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Document Details :
Title: 'Kūfa is Better'
Subtitle: The Sanctity of Kūfa in Early Islam and Shī'ism in Particular
Author(s): FRIEDMAN, Yaron
Journal: Le Muséon
Volume: 126 Issue: 1-2 Date: 2013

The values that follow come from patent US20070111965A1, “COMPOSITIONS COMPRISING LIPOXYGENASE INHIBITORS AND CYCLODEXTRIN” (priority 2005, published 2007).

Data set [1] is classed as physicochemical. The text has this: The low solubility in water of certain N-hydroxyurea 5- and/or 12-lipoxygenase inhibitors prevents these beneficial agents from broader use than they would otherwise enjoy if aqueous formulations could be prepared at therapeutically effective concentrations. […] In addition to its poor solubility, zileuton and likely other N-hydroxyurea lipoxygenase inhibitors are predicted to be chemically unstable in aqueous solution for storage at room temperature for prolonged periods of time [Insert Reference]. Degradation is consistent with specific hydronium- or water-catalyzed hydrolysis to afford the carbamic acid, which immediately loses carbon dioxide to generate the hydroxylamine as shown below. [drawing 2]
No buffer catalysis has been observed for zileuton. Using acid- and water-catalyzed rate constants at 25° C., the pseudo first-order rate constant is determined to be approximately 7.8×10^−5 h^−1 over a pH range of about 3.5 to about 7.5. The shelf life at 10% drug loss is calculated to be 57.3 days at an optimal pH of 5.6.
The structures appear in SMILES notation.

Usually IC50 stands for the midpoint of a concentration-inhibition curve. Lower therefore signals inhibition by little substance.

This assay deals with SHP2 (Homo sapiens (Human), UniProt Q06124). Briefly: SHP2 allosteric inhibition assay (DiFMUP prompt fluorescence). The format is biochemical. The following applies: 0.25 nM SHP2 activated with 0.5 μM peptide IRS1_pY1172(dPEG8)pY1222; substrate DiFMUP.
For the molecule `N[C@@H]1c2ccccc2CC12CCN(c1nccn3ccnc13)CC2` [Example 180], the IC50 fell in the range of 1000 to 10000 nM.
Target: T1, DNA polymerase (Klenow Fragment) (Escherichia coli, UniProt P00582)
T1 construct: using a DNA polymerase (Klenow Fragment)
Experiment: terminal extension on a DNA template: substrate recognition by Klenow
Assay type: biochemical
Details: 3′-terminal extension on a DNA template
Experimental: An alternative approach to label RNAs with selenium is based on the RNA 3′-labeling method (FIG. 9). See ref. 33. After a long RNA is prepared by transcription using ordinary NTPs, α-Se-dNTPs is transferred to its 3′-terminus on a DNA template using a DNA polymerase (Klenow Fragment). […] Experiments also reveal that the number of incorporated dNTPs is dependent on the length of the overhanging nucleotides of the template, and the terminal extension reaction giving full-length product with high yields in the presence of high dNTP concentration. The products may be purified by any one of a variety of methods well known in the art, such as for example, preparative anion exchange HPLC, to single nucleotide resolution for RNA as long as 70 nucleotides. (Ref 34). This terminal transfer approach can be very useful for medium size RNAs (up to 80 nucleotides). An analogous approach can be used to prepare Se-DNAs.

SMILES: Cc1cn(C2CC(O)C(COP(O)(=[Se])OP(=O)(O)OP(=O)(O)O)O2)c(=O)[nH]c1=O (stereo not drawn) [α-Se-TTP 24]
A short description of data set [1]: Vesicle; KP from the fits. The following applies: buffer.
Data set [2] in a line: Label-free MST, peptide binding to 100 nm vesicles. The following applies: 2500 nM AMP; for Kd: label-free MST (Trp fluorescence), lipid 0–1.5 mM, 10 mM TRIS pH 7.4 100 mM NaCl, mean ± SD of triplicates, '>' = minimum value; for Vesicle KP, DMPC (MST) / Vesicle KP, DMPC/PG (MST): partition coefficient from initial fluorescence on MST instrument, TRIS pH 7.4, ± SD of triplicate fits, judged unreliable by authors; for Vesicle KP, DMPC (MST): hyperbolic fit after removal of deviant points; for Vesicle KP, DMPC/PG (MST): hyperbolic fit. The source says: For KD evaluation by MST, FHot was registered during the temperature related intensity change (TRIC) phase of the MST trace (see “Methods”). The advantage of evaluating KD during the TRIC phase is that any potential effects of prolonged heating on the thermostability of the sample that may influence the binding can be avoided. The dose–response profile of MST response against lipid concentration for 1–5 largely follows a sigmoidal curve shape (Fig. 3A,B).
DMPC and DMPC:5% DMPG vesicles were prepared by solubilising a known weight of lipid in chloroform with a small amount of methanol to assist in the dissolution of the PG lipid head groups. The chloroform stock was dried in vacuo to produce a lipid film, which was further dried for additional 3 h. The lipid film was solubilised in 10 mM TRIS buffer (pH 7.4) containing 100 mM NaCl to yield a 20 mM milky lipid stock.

The article deals with the religious importance of Kūfa, one of the first garrison towns created by the Muslim conquerors of Iraq in the 7th century. It suggests that the site of Kūfa had a religious background combining Nestorian Christianity and Arab paganism. Medieval Muslim traditions attributed to Kūfa are analyzed. Most of them are ascribed to the Great Mosque and the smaller Sahla mosque. Shī‘ī texts clearly indicate that the holiness of Kūfa was equal to that of Mecca, Medina and Jerusalem in primitive Shī’ism and even surpassed their importance for two short periods. The article examines for the first time in research the genre of faḍā’il al-Kūfa (the merits of Kūfa) literature, written in order to glorify this holy site, probably during the same period as the faḍā’il Bayt al-Maqdis (merits of Jerusalem) literature. The faḍā’il al-Kūfa were censored by the Sunnī authorities but fragments are still to be found in Sunnī sources, mainly in medieval geography books. Most of the genre survived in Shī‘ī sources. The analysis of the holiness of Kūfa provides a solution to the unsolved question of why in the 10th century the Qarmaṭians stole the Black Stone from Mecca, and why they returned it to Kūfa before returning it to Mecca.